Security Awareness Training: ‘Good Enough’ Won’t Keep Phish off the Hook
Phishing is a lucrative industry for cybercriminals; even a single successful breach could net big money or millions of compromised records. According to CFO, more refined variants such as spear phishing or whaling, which rely on emails supposedly sent by C-suite executives, have already racked up $2.3 billion and are the subject of a new FBI warning.
Despite the rising number of attacks and jump in potential losses, however, British firm AXELOS reported that good security is hard to find in the U.K. As noted by SecurityWeek, while 99 percent of senior management staff know security awareness training is critical to minimizing impact, less than half are doing more than the bare minimum. The result: phish on the hook. How do companies clear the water?
The Current Cyber Defenses
Companies aren’t going in blind; almost all use some kind of defense mechanism to lower the chances of a successful breach. Among the most popular defenses are tools such as Spamhaus, which captures around 90 percent of all malicious mail. Supplemented with specific phishing lists, it’s possible to get this figure up near 100 percent. But since even one breach can cost millions, near isn’t good enough.
ITProPortal, meanwhile, noted that 82 percent of companies are still using traditional cybersecurity training methods such as computer-based training and e-learning. More than half (54 percent) only require employees to take an annual refresher course and aren’t developing new training in response to emerging threats or the actual risks associated with specific corporate roles. This creates a defense strategy that catches low-hanging fruit but lets truly malicious attacks slip through and wreak havoc.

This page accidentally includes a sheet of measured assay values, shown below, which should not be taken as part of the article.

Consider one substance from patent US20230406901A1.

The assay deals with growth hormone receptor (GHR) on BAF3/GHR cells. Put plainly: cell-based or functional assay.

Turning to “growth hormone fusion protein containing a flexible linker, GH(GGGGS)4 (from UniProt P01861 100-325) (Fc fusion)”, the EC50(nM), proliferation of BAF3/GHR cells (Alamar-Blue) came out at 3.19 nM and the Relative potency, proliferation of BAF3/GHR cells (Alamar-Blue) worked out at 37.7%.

Changing the Game With Security Awareness Training
So how do companies address the problem of baited hooks and barbed nets in email waters? It starts with a shift in security awareness training.
Rather than using automated defense systems, which take the burden off employees and place it on autonomous processes, companies need to respect the cybercriminal mandate: Enter wherever is easiest. Right now, the easy point of entry is employee email; fool one individual into clicking on a malicious link or downloading a file and attackers get access to the entire network.
One of the best ways to handle this new batch of threats is through the use of simulated phishing attacks. Used by 70 percent of American companies but just 31 percent of their U.K. counterparts, according to SecurityWeek, these simulated phishers are relatively low-cost and provide critical insight into the effectiveness of current security training. If multiple users fall prey to the same tactic, companies can change their overall training strategy.
If specific users aren’t successful, they can receive on-the-spot refreshers in addition to long-term remedial training. As noted by a recent Ponemon report, this type of training typically costs less than $5 per staff member but can offer returns of 20 to 50 times that amount — not a bad deal considering the average cost of a data breach is $3.7 million.
The current slate of security awareness training tools aren’t getting the job done. Companies need to go beyond automated keep-away tactics and actively engage users to identify safe waters and damaging phishing emails.